Wooden Dolls

Every suitable material you can imagine has gone into doll making. But from earliest times wood has been the favorite material from which to carve or whittle a toy baby or a small figure of a boy, a girl , a man, or a woman. The first wooden dolls to be made from a pattern so that they all looked alike came from Germany. Records show that a dollmaker named Ott worked in Nuremberg as early as 1413. Later the peasants of the Thuringian Forest made wooden dolls in the quantity. During the long winter months, the foresters occupied themselves by carving dolls. It was not long before traveling merchants discovered the dolls and began to sell them all over Europe. In time they were also sold in the United States. These dolls became known as peg dolls or Pennywoodens.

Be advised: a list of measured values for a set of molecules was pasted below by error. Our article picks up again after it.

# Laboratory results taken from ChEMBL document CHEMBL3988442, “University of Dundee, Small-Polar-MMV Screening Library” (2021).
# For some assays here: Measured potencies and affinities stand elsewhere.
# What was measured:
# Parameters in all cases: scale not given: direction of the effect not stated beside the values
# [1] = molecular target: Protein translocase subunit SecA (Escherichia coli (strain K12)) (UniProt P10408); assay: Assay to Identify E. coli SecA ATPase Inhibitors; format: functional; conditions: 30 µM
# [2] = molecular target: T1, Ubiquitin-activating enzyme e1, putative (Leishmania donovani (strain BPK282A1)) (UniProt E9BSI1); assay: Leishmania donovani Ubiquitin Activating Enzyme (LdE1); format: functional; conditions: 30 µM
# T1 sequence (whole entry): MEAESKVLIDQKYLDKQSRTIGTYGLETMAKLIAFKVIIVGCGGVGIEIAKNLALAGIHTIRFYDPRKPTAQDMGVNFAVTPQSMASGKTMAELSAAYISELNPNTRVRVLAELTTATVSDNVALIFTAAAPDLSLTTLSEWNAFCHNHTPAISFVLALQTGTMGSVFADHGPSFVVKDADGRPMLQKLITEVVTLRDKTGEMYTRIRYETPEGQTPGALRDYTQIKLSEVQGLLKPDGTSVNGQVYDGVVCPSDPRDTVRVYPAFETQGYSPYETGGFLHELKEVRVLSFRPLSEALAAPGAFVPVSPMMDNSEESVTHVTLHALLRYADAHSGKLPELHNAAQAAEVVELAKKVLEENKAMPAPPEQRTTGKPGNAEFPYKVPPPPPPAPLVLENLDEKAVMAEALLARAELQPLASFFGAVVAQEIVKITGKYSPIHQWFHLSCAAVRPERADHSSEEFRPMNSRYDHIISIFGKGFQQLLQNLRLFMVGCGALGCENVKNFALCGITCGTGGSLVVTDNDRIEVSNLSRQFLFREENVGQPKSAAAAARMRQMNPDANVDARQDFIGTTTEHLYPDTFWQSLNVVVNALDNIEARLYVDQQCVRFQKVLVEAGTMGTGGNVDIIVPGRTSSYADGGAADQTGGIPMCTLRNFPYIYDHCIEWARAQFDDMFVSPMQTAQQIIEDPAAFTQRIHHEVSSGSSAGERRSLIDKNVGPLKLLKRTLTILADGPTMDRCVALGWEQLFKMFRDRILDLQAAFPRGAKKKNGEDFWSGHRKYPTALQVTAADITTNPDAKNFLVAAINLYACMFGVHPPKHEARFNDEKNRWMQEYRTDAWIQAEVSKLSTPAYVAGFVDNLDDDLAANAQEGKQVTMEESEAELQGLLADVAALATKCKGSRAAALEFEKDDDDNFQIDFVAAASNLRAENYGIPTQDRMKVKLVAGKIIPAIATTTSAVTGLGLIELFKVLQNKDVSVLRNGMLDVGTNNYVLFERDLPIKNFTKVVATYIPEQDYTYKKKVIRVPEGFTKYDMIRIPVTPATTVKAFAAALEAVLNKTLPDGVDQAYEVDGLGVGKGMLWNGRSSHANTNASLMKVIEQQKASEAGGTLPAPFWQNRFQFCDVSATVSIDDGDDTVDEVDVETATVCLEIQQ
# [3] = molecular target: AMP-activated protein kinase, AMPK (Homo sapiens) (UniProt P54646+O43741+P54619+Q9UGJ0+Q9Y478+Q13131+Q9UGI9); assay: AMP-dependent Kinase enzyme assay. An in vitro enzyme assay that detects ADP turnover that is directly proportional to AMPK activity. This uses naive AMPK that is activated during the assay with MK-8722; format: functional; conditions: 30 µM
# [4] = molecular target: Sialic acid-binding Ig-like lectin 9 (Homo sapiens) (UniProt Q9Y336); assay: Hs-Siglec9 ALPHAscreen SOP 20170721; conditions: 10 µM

Hand-carved wooden dolls still are made in almost every country. Germany and Switzerland are especially noted for them. Among the most famous wooden dolls made in the United States were the Springfield dolls introduced by Joel Ellis in 1873. They were named after the little town in Vermont where Mr. Ellis started his factory. The heads of these dolls were made of hardwood that was steamed and pressed into shape. The bodies were molded on a lathe, and the arms and legs were joined to them with steel pins. The Springfield dolls set the pattern for other dollmakers to follow.

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